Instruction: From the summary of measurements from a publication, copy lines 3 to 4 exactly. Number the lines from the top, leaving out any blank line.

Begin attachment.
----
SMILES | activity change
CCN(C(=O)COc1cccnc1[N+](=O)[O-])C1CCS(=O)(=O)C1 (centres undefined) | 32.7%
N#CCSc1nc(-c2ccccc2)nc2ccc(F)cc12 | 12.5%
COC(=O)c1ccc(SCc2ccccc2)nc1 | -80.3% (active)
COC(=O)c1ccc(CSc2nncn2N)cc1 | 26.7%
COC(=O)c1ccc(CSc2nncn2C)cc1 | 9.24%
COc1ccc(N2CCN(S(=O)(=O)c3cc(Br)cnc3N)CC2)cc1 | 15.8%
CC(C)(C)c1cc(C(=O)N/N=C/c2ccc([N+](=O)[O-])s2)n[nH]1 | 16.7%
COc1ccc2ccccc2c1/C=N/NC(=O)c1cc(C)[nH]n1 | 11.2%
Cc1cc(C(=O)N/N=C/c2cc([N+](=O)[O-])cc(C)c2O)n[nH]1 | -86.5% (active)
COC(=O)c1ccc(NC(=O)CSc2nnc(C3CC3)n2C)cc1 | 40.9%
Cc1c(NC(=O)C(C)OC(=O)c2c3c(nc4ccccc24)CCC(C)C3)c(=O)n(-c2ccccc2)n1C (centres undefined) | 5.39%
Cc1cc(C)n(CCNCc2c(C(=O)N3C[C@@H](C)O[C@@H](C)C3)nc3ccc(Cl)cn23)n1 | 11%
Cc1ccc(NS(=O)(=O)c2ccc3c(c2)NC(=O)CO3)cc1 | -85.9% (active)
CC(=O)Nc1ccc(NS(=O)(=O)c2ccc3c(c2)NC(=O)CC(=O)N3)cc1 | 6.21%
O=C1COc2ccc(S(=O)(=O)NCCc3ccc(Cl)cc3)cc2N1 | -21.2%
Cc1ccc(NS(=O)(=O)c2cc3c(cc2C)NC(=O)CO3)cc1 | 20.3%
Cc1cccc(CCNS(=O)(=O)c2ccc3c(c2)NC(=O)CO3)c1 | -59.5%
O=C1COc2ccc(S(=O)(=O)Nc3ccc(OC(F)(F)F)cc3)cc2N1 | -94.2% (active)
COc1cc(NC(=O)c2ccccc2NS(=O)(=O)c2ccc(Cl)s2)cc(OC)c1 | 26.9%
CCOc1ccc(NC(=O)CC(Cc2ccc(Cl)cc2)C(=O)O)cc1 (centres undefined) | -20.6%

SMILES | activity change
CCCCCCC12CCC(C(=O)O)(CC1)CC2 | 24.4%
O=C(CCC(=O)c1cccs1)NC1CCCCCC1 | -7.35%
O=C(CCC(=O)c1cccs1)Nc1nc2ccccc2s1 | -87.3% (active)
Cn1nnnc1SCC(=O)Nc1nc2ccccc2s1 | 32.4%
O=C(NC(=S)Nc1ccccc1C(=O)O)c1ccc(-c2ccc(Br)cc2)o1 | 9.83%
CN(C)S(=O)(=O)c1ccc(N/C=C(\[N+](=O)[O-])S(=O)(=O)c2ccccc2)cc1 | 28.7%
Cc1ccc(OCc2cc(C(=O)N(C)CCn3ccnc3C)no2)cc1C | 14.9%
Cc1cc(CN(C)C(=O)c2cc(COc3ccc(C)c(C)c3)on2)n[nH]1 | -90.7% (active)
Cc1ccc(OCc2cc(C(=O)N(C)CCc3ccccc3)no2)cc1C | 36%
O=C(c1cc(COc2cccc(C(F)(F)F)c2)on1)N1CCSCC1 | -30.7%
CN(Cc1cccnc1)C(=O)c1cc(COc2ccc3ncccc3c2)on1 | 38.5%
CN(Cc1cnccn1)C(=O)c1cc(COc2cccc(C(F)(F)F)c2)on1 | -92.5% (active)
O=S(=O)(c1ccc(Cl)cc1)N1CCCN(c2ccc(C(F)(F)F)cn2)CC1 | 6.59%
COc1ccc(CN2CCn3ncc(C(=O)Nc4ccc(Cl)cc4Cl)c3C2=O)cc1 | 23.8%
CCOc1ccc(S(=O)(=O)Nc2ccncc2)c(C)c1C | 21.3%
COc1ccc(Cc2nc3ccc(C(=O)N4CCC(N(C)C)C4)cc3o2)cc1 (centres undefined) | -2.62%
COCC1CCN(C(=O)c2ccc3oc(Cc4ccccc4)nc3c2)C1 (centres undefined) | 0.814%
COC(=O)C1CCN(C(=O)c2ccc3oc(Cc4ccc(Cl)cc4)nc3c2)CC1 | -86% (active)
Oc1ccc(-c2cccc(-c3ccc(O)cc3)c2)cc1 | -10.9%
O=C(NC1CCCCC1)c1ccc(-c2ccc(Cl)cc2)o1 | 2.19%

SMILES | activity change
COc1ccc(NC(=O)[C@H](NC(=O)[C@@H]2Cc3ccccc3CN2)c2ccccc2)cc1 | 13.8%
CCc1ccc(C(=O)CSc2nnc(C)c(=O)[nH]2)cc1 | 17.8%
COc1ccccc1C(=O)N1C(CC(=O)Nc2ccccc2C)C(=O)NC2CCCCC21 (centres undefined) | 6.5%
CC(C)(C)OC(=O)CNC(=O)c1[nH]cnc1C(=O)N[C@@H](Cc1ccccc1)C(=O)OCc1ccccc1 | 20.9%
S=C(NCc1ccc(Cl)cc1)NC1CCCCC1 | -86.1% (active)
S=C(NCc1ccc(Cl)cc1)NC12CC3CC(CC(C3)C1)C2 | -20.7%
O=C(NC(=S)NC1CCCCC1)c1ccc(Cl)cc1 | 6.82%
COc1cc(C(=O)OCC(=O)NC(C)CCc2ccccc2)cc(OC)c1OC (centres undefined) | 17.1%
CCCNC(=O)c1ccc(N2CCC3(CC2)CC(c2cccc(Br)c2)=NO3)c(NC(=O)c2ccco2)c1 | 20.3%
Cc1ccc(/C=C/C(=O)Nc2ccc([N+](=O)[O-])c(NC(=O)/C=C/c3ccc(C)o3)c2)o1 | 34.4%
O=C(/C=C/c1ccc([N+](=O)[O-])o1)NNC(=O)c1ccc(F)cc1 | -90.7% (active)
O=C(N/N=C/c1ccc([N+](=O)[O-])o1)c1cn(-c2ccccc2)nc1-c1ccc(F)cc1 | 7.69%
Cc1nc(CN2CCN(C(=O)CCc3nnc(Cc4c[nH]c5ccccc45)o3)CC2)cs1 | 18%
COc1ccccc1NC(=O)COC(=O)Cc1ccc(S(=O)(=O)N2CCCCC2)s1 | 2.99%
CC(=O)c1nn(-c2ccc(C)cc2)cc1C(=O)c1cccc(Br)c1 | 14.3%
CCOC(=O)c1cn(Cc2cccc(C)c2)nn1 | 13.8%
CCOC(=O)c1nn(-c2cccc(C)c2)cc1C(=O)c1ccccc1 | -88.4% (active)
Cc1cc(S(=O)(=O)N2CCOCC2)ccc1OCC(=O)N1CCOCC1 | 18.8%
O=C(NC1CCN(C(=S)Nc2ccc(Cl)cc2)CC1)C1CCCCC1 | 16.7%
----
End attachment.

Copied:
N#CCSc1nc(-c2ccccc2)nc2ccc(F)cc12 | 12.5%
COC(=O)c1ccc(SCc2ccccc2)nc1 | -80.3% (active)